Since I was interviewing during the era when this change was happening, I got asked plenty of trivia questions as well plenty of brainteasers (including all of the above brainteasers). Some other questions that aren't technically brainteasers that were popular at the time were Fermi problems. Another trend at the time was for behavioral interviews and a number of companies I interviewed with had 100% behavioral interviews with zero technical interviews.

Anyway, back then, people needed a rationalization for copying Microsoft-style interviews. When I asked people why they thought brainteasers or Fermi questions were good, the convenient rationalization people told me was usually that they tell you if a candidate can really think, unlike those silly trivia questions, which only tell if you people have memorized some trivia. What we really need to hire are candidates who can really think!

Looking back, people now realize that this wasn't effective and cargo culting Microsoft's every decision won't make you as successful as Microsoft because Microsoft's success came down to a few key things plus network effects, so copying how they interview can't possibly turn you into Microsoft. Instead, it's going to turn you into a company that interviews like Microsoft but isn't in a position to take advantage of the network effects that Microsoft was able to take advantage of.

For interviewees, the process with brainteasers was basically as it is now with algorithms questions, except that you'd review How Would You Move Mount Fuji before interviews instead of Cracking the Coding Interview to pick up a bunch of brainteaser knowledge that you'll never use on the job instead of algorithms knowledge you'll never use on the job.

Back then, interviewers would learn about questions specifically from interview prep books like "How Would You Move Mount Fuji?" and then ask them to candidates who learned the answers from books like "How Would You Move Mount Fuji?". When I talk to people who are ten years younger than me, they think this is ridiculous -- those questions obviously have nothing to do the job and being able to answer them well is much more strongly correlated with having done some interview prep than being competent at the job. Hillel Wayne has discussed how people come up with interview questions today (and I've also seen it firsthand at a few different companies) and, outside of groups that are testing for knowledge that's considered specialized, it doesn't seem all that different today.

At this point, we've gone through a few decades of programming interview fads, each one of which looks ridiculous in retrospect. Either we've finally found the real secret to interviewing effectively and have reasoned our way past whatever roadblocks were causing everybody in the past to use obviously bogus fad interview techniques, or we're in the middle of another fad, one which will seem equally ridiculous to people looking back a decade or two from now.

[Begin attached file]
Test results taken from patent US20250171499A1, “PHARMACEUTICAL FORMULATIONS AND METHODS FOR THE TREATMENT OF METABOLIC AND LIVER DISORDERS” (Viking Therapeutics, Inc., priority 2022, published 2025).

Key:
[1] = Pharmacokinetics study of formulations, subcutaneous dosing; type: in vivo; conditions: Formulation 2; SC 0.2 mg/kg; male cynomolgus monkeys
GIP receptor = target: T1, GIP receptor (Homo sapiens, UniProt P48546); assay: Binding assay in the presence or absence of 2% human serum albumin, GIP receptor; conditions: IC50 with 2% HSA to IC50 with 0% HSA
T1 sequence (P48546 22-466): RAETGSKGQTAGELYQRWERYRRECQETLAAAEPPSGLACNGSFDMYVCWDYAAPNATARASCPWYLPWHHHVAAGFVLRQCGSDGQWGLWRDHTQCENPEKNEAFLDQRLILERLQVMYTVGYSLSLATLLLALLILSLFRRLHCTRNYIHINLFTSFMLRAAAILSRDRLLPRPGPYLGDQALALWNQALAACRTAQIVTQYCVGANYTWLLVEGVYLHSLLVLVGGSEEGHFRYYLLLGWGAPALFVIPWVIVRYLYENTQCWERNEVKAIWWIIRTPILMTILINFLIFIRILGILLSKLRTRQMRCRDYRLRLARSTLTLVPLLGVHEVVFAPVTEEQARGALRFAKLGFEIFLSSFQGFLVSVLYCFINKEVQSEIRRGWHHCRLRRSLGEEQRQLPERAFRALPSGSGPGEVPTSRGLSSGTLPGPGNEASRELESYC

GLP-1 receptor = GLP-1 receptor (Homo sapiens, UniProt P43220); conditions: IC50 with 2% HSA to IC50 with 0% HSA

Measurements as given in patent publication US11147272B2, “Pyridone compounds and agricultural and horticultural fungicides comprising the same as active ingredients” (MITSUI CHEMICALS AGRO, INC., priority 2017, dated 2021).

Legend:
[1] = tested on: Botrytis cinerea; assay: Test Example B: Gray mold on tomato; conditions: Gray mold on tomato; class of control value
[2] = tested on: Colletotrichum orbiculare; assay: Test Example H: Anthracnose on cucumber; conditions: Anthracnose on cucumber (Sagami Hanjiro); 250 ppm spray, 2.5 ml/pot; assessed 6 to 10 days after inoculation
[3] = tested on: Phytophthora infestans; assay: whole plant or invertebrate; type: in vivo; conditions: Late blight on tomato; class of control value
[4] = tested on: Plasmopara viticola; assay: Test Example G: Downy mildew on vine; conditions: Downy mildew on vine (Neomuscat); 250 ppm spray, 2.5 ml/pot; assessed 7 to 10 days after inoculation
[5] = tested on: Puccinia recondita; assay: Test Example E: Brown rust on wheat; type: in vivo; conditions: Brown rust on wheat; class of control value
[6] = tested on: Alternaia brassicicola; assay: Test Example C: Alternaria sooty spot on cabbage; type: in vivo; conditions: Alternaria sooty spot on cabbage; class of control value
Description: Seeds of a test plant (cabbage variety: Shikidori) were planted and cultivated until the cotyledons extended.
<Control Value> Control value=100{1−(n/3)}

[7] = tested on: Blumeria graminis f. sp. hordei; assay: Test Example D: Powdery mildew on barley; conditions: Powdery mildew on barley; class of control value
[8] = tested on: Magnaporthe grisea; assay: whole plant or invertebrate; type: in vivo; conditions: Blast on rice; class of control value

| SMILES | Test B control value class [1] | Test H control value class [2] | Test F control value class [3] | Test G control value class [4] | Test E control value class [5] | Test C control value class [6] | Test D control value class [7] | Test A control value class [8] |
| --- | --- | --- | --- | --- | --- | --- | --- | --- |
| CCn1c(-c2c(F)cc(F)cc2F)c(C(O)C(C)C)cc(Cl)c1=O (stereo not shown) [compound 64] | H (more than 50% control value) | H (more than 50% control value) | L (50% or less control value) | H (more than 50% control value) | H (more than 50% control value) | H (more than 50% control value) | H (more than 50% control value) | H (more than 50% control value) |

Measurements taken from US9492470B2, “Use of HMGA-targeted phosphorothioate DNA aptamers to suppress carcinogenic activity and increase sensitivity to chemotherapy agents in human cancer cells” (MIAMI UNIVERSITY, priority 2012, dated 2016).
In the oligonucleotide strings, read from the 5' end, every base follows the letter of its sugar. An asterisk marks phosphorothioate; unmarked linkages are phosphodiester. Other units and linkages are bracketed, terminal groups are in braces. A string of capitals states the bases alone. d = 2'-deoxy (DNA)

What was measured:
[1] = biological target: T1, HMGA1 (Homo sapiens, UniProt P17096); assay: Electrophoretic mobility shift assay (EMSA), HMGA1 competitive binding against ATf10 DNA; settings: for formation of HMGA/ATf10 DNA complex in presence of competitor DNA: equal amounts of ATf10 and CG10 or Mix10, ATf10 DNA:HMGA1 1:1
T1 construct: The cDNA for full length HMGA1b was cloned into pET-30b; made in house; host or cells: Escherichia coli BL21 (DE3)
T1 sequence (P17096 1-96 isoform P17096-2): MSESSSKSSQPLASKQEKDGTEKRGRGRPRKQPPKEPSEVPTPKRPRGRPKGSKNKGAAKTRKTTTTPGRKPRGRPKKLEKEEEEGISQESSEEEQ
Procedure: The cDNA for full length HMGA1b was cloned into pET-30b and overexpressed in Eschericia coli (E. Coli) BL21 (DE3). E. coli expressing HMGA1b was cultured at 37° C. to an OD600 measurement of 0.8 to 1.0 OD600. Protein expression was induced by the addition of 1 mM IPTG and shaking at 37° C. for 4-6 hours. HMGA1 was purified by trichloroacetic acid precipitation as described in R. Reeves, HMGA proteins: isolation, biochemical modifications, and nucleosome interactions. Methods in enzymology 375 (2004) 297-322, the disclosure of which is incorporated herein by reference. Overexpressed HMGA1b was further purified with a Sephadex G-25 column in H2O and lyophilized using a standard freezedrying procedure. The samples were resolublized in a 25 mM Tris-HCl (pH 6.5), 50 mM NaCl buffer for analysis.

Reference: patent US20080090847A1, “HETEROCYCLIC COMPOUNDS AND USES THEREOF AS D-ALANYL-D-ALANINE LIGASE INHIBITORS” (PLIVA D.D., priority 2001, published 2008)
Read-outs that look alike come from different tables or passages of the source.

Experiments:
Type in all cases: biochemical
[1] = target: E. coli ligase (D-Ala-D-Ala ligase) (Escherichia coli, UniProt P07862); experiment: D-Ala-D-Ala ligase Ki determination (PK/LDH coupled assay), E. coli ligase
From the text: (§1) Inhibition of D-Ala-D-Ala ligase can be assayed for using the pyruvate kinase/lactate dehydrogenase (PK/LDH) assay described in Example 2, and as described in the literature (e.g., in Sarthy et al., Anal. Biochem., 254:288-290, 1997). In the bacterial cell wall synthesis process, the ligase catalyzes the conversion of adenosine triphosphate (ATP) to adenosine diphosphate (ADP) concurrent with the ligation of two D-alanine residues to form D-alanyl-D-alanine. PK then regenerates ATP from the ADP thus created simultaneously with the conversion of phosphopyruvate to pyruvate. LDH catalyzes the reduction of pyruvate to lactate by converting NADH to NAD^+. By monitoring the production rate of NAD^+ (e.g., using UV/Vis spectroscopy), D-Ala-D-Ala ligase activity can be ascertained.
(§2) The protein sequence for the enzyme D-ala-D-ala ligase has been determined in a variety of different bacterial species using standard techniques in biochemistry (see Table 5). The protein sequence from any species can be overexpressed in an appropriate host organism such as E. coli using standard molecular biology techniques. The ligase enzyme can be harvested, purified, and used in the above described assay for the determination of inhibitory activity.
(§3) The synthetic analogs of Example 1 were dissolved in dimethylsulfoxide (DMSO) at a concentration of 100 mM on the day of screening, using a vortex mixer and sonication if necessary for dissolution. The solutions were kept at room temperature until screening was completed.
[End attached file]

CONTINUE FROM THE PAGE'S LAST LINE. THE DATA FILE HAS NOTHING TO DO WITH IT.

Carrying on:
Without knowing anything about the effectiveness of interviews, at a meta level, since the way people get interview techniques is the same (crib the high-level technique from the most prestigious company around), I think it would be pretty surprising if this wasn't a fad. I would be less surprised to discover that current techniques were not a fad if people were doing or referring to empirical research or had independently discovered what works.

Inspired by a comment by Wesley Aptekar-Cassels, the last time I was looking for work, I asked some people how they checked the effectiveness of their interview process and how they tried to reduce bias in their process. The answers I got (grouped together when similar, in decreasing order of frequency were):

  • Huh? We don't do that and/or why would we do that?
  • We don't really know if our process is effective
  • I/we just know that it works
  • I/we aren't biased
  • I/we would notice bias if the process if it existed
  • Someone looked into it and/or did a study, but no one who tells me this can ever tell me anything concrete about how it was looked into or what the study's methodology was

Appendix: training

As with most real world problems, when trying to figure out why seven, eight, or even nine figure per year interview-level algorithms bugs are lying around waiting to be fixed, there isn't a single "root cause" you can point to. Instead, there's a kind of hedgehog defense of misaligned incentives. Another part of this is that training is woefully underappreciated.

We've discussed that, at all but one company I've worked for, there are incentive systems in place that cause developers to feel like they shouldn't spend time looking at efficiency gains even when a simple calculation shows that there are tens or hundreds of millions of dollars in waste that could easily be fixed. And then because this isn't incentivized, developers tend to not have experience doing this kind of thing, making it unfamiliar, which makes it feel harder than it is. So even when a day of work could return $1m/yr in savings or profit (quite common at large companies, in my experience), people don't realize that it's only a day of work and could be done with only a small compromise to velocity. One way to solve this latter problem is with training, but that's even harder to get credit for than efficiency gains that aren't in your objectives!